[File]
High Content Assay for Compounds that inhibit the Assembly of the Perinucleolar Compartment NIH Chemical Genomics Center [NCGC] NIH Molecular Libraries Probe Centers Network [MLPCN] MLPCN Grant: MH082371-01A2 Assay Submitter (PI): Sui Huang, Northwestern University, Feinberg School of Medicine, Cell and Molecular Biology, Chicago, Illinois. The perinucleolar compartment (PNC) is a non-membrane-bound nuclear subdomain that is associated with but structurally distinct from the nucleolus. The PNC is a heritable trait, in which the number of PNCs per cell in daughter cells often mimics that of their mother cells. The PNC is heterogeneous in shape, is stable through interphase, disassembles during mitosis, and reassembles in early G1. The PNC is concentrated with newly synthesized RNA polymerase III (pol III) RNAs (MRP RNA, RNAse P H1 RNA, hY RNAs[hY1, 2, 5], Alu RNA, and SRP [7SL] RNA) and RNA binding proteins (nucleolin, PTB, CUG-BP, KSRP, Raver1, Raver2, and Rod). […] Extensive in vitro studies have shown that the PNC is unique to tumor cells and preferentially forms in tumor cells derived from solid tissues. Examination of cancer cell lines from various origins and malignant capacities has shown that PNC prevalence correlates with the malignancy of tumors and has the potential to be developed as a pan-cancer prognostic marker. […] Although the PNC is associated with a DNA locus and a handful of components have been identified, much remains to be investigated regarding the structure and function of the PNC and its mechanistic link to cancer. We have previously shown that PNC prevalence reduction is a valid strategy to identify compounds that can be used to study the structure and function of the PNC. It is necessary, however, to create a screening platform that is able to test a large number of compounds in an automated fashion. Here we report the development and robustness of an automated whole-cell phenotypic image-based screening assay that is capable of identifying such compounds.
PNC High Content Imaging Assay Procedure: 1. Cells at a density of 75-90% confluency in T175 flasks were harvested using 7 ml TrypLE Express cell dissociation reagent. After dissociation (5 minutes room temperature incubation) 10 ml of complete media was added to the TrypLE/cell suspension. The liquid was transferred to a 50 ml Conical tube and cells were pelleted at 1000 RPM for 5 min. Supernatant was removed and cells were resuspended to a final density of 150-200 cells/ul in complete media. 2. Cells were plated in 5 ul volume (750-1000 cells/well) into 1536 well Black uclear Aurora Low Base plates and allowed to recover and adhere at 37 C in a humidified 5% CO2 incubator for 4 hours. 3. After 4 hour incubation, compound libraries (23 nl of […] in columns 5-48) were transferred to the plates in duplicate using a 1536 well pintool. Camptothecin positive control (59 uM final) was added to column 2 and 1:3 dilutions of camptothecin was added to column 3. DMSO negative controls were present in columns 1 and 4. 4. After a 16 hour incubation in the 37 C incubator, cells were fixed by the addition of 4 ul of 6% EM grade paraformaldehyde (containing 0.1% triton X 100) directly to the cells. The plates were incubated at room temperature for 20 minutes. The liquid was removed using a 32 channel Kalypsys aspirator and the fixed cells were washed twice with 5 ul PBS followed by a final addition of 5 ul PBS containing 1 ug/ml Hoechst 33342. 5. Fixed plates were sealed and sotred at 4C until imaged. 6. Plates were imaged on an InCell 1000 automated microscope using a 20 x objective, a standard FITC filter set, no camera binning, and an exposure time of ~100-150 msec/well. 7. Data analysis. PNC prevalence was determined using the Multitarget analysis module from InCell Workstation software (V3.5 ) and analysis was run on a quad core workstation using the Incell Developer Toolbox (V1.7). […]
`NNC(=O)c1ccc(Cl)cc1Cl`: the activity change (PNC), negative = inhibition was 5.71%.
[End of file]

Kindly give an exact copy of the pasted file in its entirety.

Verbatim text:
High Content Assay for Compounds that inhibit the Assembly of the Perinucleolar Compartment NIH Chemical Genomics Center [NCGC] NIH Molecular Libraries Probe Centers Network [MLPCN] MLPCN Grant: MH082371-01A2 Assay Submitter (PI): Sui Huang, Northwestern University, Feinberg School of Medicine, Cell and Molecular Biology, Chicago, Illinois. The perinucleolar compartment (PNC) is a non-membrane-bound nuclear subdomain that is associated with but structurally distinct from the nucleolus. The PNC is a heritable trait, in which the number of PNCs per cell in daughter cells often mimics that of their mother cells. The PNC is heterogeneous in shape, is stable through interphase, disassembles during mitosis, and reassembles in early G1. The PNC is concentrated with newly synthesized RNA polymerase III (pol III) RNAs (MRP RNA, RNAse P H1 RNA, hY RNAs[hY1, 2, 5], Alu RNA, and SRP [7SL] RNA) and RNA binding proteins (nucleolin, PTB, CUG-BP, KSRP, Raver1, Raver2, and Rod). […] Extensive in vitro studies have shown that the PNC is unique to tumor cells and preferentially forms in tumor cells derived from solid tissues. Examination of cancer cell lines from various origins and malignant capacities has shown that PNC prevalence correlates with the malignancy of tumors and has the potential to be developed as a pan-cancer prognostic marker. […] Although the PNC is associated with a DNA locus and a handful of components have been identified, much remains to be investigated regarding the structure and function of the PNC and its mechanistic link to cancer. We have previously shown that PNC prevalence reduction is a valid strategy to identify compounds that can be used to study the structure and function of the PNC. It is necessary, however, to create a screening platform that is able to test a large number of compounds in an automated fashion. Here we report the development and robustness of an automated whole-cell phenotypic image-based screening assay that is capable of identifying such compounds.
PNC High Content Imaging Assay Procedure: 1. Cells at a density of 75-90% confluency in T175 flasks were harvested using 7 ml TrypLE Express cell dissociation reagent. After dissociation (5 minutes room temperature incubation) 10 ml of complete media was added to the TrypLE/cell suspension. The liquid was transferred to a 50 ml Conical tube and cells were pelleted at 1000 RPM for 5 min. Supernatant was removed and cells were resuspended to a final density of 150-200 cells/ul in complete media. 2. Cells were plated in 5 ul volume (750-1000 cells/well) into 1536 well Black uclear Aurora Low Base plates and allowed to recover and adhere at 37 C in a humidified 5% CO2 incubator for 4 hours. 3. After 4 hour incubation, compound libraries (23 nl of […] in columns 5-48) were transferred to the plates in duplicate using a 1536 well pintool. Camptothecin positive control (59 uM final) was added to column 2 and 1:3 dilutions of camptothecin was added to column 3. DMSO negative controls were present in columns 1 and 4. 4. After a 16 hour incubation in the 37 C incubator, cells were fixed by the addition of 4 ul of 6% EM grade paraformaldehyde (containing 0.1% triton X 100) directly to the cells. The plates were incubated at room temperature for 20 minutes. The liquid was removed using a 32 channel Kalypsys aspirator and the fixed cells were washed twice with 5 ul PBS followed by a final addition of 5 ul PBS containing 1 ug/ml Hoechst 33342. 5. Fixed plates were sealed and sotred at 4C until imaged. 6. Plates were imaged on an InCell 1000 automated microscope using a 20 x objective, a standard FITC filter set, no camera binning, and an exposure time of ~100-150 msec/well. 7. Data analysis. PNC prevalence was determined using the Multitarget analysis module from InCell Workstation software (V3.5 ) and analysis was run on a quad core workstation using the Incell Developer Toolbox (V1.7). […]
`NNC(=O)c1ccc(Cl)cc1Cl`: the activity change (PNC), negative = inhibition was 5.71%.